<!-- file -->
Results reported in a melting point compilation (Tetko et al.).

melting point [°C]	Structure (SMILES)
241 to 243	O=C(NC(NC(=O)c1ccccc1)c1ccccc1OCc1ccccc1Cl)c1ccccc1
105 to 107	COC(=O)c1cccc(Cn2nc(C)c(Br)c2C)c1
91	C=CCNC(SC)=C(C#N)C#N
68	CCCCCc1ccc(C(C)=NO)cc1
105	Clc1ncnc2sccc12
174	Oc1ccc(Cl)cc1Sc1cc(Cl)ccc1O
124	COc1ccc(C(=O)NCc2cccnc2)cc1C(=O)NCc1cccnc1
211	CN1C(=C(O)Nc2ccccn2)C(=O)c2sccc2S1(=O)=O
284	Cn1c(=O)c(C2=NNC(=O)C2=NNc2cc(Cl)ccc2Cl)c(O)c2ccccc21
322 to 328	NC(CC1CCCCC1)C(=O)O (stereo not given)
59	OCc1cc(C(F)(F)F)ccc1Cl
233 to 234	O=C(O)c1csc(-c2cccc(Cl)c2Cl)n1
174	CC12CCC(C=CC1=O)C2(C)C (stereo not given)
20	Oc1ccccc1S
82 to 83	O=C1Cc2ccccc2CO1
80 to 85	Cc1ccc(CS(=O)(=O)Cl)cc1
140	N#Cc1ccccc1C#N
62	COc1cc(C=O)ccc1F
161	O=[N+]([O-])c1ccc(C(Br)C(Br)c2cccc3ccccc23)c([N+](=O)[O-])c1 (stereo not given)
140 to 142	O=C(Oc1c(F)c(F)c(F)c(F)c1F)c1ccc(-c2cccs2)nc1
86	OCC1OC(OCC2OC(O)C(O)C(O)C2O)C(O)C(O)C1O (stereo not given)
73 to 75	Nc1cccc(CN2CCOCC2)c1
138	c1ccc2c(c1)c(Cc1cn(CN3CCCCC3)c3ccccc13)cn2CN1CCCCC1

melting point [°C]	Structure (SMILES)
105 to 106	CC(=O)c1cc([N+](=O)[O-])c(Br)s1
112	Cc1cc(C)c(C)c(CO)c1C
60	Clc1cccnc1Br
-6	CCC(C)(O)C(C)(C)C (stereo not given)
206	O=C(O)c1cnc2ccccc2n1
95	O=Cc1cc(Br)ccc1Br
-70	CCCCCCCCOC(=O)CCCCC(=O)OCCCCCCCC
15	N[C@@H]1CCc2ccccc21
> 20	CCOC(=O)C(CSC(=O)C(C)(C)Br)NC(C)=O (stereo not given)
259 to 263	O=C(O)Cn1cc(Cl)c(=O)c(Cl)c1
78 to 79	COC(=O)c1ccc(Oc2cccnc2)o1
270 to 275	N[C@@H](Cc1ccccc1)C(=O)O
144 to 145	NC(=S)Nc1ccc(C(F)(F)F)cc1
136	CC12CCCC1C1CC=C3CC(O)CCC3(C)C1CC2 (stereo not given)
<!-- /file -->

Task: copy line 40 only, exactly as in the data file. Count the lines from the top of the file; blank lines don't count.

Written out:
136	CC12CCCC1C1CC=C3CC(O)CCC3(C)C1CC2 (stereo not given)